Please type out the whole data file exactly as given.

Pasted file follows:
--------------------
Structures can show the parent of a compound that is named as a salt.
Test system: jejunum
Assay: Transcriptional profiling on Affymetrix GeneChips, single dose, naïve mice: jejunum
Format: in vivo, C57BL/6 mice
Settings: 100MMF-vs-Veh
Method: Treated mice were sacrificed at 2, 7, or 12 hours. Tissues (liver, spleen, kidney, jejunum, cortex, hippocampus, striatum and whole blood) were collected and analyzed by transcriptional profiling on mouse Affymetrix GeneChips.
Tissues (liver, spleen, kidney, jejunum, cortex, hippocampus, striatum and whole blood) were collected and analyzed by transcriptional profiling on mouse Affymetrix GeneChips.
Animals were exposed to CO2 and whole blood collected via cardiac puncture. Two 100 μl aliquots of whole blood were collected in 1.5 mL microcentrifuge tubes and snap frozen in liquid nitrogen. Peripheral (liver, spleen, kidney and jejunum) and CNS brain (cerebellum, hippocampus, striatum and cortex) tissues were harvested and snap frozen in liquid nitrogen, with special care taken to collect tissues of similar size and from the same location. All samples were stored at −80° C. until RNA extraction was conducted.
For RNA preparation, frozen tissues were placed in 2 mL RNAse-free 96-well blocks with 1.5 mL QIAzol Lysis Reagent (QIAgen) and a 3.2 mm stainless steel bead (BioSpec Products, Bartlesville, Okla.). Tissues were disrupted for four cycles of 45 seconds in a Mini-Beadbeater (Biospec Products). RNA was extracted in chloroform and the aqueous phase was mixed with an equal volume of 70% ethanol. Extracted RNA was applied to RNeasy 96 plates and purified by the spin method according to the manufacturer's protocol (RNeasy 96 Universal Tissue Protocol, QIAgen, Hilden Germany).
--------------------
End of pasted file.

Structures can show the parent of a compound that is named as a salt.
Test system: jejunum
Assay: Transcriptional profiling on Affymetrix GeneChips, single dose, naïve mice: jejunum
Format: in vivo, C57BL/6 mice
Settings: 100MMF-vs-Veh
Method: Treated mice were sacrificed at 2, 7, or 12 hours. Tissues (liver, spleen, kidney, jejunum, cortex, hippocampus, striatum and whole blood) were collected and analyzed by transcriptional profiling on mouse Affymetrix GeneChips.
Tissues (liver, spleen, kidney, jejunum, cortex, hippocampus, striatum and whole blood) were collected and analyzed by transcriptional profiling on mouse Affymetrix GeneChips.
Animals were exposed to CO2 and whole blood collected via cardiac puncture. Two 100 μl aliquots of whole blood were collected in 1.5 mL microcentrifuge tubes and snap frozen in liquid nitrogen. Peripheral (liver, spleen, kidney and jejunum) and CNS brain (cerebellum, hippocampus, striatum and cortex) tissues were harvested and snap frozen in liquid nitrogen, with special care taken to collect tissues of similar size and from the same location. All samples were stored at −80° C. until RNA extraction was conducted.
For RNA preparation, frozen tissues were placed in 2 mL RNAse-free 96-well blocks with 1.5 mL QIAzol Lysis Reagent (QIAgen) and a 3.2 mm stainless steel bead (BioSpec Products, Bartlesville, Okla.). Tissues were disrupted for four cycles of 45 seconds in a Mini-Beadbeater (Biospec Products). RNA was extracted in chloroform and the aqueous phase was mixed with an equal volume of 70% ethanol. Extracted RNA was applied to RNeasy 96 plates and purified by the spin method according to the manufacturer's protocol (RNeasy 96 Universal Tissue Protocol, QIAgen, Hilden Germany).